The alchemy of the intangible

The query letter is an elusive, special kind of witchcraft. It must perform several functions: market your story in one neat package, use an attention-grabbing angle, and offer something that can’t be found elsewhere.

One of the first sentences will serve as the “hook.” This is the most commonly used term, although I prefer to think of it as the “bait” — that juicy nugget that will entice your prospective agent, not the sharp dangly bit that will scare them off. (Please do not scare off your prospective agent.) This is also marketing lingo, because that’s exactly what you’re trying to do: sell a concept.

That hook should give the agent reading it a sense of the story to come, but keep it at just enough distance that (s)he will want to tease the rest from you. Crafting this single sentence is perhaps one of the single most difficult tasks a writer must face.

If you asked me, “What’s your book about?”, the hook is often the follow-up line I use. You, while well-intentioned, likely did not understand how incredibly difficult that question was for me to answer. How to distill so much work into so few words?

Years ago, before having muscled through the query letter like trying to squeeze an artisanal espresso out of a rusty French press, I would have just gone off the top of my head. I would have babbled that my main character is a Strong Female Character (which is subjective even in modern literary discourse), that the plot is based on Ancient Roman mythology but not really (and even the Romans were derivative), or that it’s a serious book ultimately about werewolves (although the word “werewolf” isn’t used once).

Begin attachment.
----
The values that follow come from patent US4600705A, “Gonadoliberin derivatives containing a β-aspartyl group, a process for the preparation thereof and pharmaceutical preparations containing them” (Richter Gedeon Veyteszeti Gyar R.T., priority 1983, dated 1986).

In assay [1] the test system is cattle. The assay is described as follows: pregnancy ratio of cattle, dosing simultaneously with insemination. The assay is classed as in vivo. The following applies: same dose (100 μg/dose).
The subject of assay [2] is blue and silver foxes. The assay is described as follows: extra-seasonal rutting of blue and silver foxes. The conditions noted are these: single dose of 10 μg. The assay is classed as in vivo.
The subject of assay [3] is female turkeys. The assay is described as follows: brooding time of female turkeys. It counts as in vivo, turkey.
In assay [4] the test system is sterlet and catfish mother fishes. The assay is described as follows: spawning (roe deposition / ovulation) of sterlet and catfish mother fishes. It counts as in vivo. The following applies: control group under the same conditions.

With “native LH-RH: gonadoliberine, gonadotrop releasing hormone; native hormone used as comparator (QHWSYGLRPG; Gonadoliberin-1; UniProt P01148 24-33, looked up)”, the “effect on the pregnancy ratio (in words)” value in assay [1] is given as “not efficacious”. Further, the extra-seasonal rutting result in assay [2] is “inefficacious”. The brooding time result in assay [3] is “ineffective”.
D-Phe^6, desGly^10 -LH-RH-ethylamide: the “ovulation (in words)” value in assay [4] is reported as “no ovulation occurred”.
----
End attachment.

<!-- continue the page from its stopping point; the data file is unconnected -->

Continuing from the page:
“So…what’s your book about?” you’d then repeat, disappointed, but no more disappointed than I’d be at myself. Immediately, I’d go create a shame-space in the corner, sit there, and think about what I’d done (or in this case, failed to do).

As a writer, while your idea might appear fully formed and real as the world you inhabit, it’s intangible to those around you. The entire process of writing it, in fact, is shrouded in a veil of secrecy. Your readers won’t know the lengths of your research or the scrapped drafts that produced the end result, and that’s just fine.

But if your ability to summarize your project is only halfway there, others will inevitably stick their own assumptions on it. “It’s a fantasy, so it will involve dragons”; or, “it’s YA, so there will be a love triangle.” Maybe not in so many words, but it’s human nature to stereotype genre fiction, and we tend to be immensely critical as a mass media consuming culture.

Meanwhile, you (the writer) are in the background flailing your arms. “Wait! That’s not what it’s actually about!” you say. “My intention was to subvert those particular expectations while retaining some intrinsic tropes!” Your yelling is futile, because people are very good at believing what they want about something before being exposed to its true nature.

Your job, then, is to convince without hesitation, and that’s where the hook/bait comes in. It is witchcraft, and more specifically alchemy, because you are transforming that intangible idea, shaping it just so, into an object others can touch (and hopefully relate to, and understand, and even love).

“Don’t judge a book by its cover,” readers say, perhaps without realizing the books they hold were each given merit on the judgment of a single sentence.

Further reading on query letters:

Trying To Find a Literary Agent Is the Worst Thing Ever, Ken Pisani, Publishers Weekly

X Meets Y, or the High Concept Pitch, PubCrawl Podcast

The Complete Nobody’s Guide to Query Letters, Lynn Flewelling, SFWA